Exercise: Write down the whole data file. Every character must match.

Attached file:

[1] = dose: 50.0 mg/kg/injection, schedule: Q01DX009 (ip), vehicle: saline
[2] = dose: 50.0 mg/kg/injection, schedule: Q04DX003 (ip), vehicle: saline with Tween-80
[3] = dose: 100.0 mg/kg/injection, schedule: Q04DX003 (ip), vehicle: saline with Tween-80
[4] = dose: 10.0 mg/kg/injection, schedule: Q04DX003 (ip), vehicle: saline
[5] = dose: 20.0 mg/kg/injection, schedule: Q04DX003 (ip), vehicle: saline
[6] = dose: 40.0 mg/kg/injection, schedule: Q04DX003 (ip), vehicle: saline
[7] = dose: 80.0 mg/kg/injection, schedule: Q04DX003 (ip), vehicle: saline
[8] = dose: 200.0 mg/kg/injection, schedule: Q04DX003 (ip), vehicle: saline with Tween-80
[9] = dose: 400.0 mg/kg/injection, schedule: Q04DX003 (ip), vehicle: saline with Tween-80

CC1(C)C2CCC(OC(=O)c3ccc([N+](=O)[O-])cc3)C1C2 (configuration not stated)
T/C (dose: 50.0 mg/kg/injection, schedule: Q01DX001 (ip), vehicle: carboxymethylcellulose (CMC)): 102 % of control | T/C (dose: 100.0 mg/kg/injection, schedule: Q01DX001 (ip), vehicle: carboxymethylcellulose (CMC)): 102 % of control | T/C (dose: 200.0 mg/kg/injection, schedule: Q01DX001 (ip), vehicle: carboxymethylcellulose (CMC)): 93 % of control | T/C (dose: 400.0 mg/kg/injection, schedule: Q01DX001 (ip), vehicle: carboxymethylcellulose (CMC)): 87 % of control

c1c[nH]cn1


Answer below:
[1] = dose: 50.0 mg/kg/injection, schedule: Q01DX009 (ip), vehicle: saline
[2] = dose: 50.0 mg/kg/injection, schedule: Q04DX003 (ip), vehicle: saline with Tween-80
[3] = dose: 100.0 mg/kg/injection, schedule: Q04DX003 (ip), vehicle: saline with Tween-80
[4] = dose: 10.0 mg/kg/injection, schedule: Q04DX003 (ip), vehicle: saline
[5] = dose: 20.0 mg/kg/injection, schedule: Q04DX003 (ip), vehicle: saline
[6] = dose: 40.0 mg/kg/injection, schedule: Q04DX003 (ip), vehicle: saline
[7] = dose: 80.0 mg/kg/injection, schedule: Q04DX003 (ip), vehicle: saline
[8] = dose: 200.0 mg/kg/injection, schedule: Q04DX003 (ip), vehicle: saline with Tween-80
[9] = dose: 400.0 mg/kg/injection, schedule: Q04DX003 (ip), vehicle: saline with Tween-80

CC1(C)C2CCC(OC(=O)c3ccc([N+](=O)[O-])cc3)C1C2 (configuration not stated)
T/C (dose: 50.0 mg/kg/injection, schedule: Q01DX001 (ip), vehicle: carboxymethylcellulose (CMC)): 102 % of control | T/C (dose: 100.0 mg/kg/injection, schedule: Q01DX001 (ip), vehicle: carboxymethylcellulose (CMC)): 102 % of control | T/C (dose: 200.0 mg/kg/injection, schedule: Q01DX001 (ip), vehicle: carboxymethylcellulose (CMC)): 93 % of control | T/C (dose: 400.0 mg/kg/injection, schedule: Q01DX001 (ip), vehicle: carboxymethylcellulose (CMC)): 87 % of control

c1c[nH]cn1